• ThereseS

    Wow, I love this image. It has a 3D effect that makes me want to spend more time with it. There is a quiet beauty of the cranes with all the activity of the geese around them that feels like a story is being told.

  • My feeling is that less is more. This image is far too busy for me. The light is fantastic of course – perhaps a shorter focal length lens could have been used with a better result.

  • This one I love (for the reasons others have posted and more) – though I’d probably crop a bit of the foreground. It gives a bit of balance but really doesn’t add anything to the photo.

  • This is a very striking and interesting photo. The only way to improve it perhaps is lighten the upper left corner as some have suggested.

  • Pat Dunnuck

    Make a Fine Art Print & sell it…perfect!!!!!!


  • Charlie Young

    Leave it “as is”. It ain’t broke,don’t fix it.

  • Artie…not half bad…HA! Send a print to PS106

  • Ken

    Reminds me of Dante’s Inferno, the painting. Must be some really bad birds, but great photo.

  • Mary Stamper

    Spectacular! It think lighten the upper left-hand corner to match the brightness of the right. Also, rather than remove the bright spots on the lower right, I’d look for some possible spots in the lower left that could be lightened to match the right. Otherwise, a totally stunning image.

  • Jamie

    Artie this is a beautiful image for sure. While it stands on its own as is I would suggest that you try it as a panoramic by cropping it down at the top to a bit above the snowgoose taking off and at the bottom just a bit below the sandhills. This creates a panoramic crop with depth beginning with the swimming birds in the foreground, continuing to the sandhills in the middle and ending with the snowgeese in the background. For me, visually this creates the depth and perspective that I like while giving my eye a way to journey through a stunning image.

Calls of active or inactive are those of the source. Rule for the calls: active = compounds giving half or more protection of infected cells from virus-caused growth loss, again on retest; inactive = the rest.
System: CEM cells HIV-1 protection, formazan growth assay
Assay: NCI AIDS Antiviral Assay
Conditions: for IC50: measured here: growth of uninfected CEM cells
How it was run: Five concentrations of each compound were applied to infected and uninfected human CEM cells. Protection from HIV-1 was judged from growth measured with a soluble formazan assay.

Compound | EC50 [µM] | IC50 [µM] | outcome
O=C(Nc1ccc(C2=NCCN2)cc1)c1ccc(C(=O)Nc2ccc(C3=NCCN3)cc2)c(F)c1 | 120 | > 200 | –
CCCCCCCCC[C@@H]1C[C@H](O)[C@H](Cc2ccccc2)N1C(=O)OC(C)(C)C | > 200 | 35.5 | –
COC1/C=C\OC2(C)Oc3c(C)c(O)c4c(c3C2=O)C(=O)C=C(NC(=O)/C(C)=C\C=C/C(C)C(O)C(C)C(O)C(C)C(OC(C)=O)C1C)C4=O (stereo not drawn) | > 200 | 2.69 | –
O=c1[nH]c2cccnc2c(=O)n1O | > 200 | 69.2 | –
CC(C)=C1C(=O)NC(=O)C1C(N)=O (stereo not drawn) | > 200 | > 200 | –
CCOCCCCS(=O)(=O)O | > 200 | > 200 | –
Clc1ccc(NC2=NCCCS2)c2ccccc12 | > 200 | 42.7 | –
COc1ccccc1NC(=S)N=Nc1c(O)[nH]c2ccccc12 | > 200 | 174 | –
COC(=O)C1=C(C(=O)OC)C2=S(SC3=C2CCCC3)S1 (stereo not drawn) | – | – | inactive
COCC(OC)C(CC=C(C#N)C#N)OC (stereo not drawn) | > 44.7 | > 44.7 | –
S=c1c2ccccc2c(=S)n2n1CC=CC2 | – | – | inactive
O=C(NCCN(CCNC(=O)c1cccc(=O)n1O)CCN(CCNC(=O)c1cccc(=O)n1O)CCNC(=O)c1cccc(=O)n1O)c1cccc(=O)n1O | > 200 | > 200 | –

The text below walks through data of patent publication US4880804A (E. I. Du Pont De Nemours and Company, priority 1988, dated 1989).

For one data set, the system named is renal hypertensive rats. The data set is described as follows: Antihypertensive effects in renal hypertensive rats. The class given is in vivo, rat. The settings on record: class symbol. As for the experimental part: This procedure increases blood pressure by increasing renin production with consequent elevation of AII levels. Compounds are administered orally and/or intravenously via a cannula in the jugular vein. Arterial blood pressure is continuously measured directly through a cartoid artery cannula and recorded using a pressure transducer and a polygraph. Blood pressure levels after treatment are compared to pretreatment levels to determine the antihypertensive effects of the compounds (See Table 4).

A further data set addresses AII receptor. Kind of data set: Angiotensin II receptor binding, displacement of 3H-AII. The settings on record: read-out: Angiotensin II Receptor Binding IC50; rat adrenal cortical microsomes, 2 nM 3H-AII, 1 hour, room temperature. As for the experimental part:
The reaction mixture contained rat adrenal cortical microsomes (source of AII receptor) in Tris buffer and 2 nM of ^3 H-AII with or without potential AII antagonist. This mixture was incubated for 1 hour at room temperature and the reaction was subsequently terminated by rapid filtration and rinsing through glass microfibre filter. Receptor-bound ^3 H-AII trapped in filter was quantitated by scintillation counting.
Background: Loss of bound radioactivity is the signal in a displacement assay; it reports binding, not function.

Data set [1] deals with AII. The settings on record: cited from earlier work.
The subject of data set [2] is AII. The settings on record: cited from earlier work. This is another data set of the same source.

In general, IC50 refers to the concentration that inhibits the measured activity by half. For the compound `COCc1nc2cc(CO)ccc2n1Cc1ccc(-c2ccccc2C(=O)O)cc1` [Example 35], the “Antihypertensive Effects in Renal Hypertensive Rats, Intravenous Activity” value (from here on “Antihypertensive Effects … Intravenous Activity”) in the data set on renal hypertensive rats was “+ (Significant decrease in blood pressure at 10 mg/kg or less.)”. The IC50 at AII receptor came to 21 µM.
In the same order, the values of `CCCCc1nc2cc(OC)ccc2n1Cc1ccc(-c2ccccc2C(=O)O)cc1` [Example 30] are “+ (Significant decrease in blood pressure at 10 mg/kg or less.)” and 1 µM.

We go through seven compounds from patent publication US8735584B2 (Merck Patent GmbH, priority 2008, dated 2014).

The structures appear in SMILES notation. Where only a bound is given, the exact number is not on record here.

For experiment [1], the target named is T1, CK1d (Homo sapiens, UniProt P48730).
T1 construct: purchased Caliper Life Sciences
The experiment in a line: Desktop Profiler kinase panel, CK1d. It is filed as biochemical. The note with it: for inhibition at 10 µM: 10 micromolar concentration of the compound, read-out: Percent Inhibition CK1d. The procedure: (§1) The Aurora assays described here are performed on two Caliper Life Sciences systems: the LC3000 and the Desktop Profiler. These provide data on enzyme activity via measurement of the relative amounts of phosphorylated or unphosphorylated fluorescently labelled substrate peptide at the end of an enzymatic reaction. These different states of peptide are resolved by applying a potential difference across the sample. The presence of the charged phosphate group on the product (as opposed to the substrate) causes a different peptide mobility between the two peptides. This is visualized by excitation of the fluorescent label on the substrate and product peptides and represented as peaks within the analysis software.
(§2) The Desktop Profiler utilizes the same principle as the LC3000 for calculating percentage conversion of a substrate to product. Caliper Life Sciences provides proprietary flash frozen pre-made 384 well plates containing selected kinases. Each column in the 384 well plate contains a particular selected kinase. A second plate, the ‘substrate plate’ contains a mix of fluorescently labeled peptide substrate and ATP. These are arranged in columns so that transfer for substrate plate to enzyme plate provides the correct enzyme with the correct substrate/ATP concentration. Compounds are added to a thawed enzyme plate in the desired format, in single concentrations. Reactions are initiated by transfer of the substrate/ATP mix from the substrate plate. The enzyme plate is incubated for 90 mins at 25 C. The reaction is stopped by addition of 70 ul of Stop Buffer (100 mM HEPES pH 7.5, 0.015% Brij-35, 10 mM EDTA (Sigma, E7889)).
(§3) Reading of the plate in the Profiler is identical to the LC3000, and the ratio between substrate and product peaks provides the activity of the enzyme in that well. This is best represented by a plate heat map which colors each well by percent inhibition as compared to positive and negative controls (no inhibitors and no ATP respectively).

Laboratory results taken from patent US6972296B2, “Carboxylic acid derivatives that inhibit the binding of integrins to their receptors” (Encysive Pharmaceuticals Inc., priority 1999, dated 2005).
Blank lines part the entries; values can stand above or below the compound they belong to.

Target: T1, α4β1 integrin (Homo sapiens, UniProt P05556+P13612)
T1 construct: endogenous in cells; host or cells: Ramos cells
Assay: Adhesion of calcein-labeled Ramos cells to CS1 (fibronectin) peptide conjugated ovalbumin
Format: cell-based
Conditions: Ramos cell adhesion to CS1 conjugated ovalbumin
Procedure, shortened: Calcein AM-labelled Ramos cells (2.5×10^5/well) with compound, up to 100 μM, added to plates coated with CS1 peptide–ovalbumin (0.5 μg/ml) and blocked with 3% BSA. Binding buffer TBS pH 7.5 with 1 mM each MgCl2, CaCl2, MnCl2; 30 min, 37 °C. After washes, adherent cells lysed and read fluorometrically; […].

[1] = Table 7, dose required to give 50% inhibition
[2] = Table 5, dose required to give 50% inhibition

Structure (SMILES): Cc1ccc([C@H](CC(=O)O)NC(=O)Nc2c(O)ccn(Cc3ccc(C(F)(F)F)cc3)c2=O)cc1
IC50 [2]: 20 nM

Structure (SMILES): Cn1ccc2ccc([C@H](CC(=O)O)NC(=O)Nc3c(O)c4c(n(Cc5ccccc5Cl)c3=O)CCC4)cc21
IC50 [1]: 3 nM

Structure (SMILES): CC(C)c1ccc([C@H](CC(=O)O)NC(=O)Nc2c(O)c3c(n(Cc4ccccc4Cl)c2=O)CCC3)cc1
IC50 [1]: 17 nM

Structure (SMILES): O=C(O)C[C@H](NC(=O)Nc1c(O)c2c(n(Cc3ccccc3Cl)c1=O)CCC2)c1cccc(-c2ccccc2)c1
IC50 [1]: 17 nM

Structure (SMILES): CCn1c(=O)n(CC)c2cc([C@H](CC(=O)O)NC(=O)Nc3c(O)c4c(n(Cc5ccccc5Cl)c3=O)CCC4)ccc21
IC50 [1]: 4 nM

Can’t wait to see more!


  • Looks more like the terminus of heaven and hell I’ve ever imagined.

  • Carl

    An outstanding image, again.

  • Alan Lillich

    This is incredible on a quality well calibrated monitor. The light is bursting from the earth, simmering in the FG water, and exploding in the middle. The layers of birds add engrossing depth and richness. Almost all of the cranes are facing the same direction and appear almost 2 dimensional. Then the geese behind them are fully 3D, an entertaining contrast.

  • Wonderful image. Difficult to think about improving such an image. The only thing that crossed my mind to change was to lighten the upper left hand corner.

  • Marty

    WOW! Don’t change a thing… it is STUNNING! Please tell us more and show more of the photos from that shoot. That photo just made my day! Second thought… when I was growing up we used to have a neighbor.. old Mrs. P. She would come out with her scissors and tell all the kids that she’d cut their fingers off if we touched her flowers. If you change this photo, I’ll send old Mrs. P. after you!!!!!

  • Dan Brown

    Awesome, Artie! If I may be so bold though, I would like to evict the really bright spots near the right-center edge. A very inspiration piece of ART!

  • Artie –

    Just when I think you’ve shown us the best, and it can’t get any better…it does! What a shot! Please keep inspiring us!

  • Incredibly stunning

  • Rick Scmidt

    The monochromatic look works for me, along with the sheer number of birds and that the Sandhills (presumably) are looking in the same direction, as if focused, in contrast to the chaos around them.

  • hermann

    Styling! as the paragliders used to say.

    This is good enough to hang in my house for me. The strong colours appeal to me, and the great depth of the image is a bonus. Inspirational.

  • Jay Gould

    Artie, your image is beyond unbelievable and fantastic; you keep raising the bar higher and higher. Beautiful!!

  • Keith Reeder

    …tear it to shreds…

    You’re talking crazy now Art, and you know it!

    Seriously, although this is a popular subject, style and composition, few people have made this style their own the way you have, and I’d suggest that this might even be better than the one that went down so well with the BBC back in the day: I prefer this latest one anyway, because it has more “depth” from front to back than the original.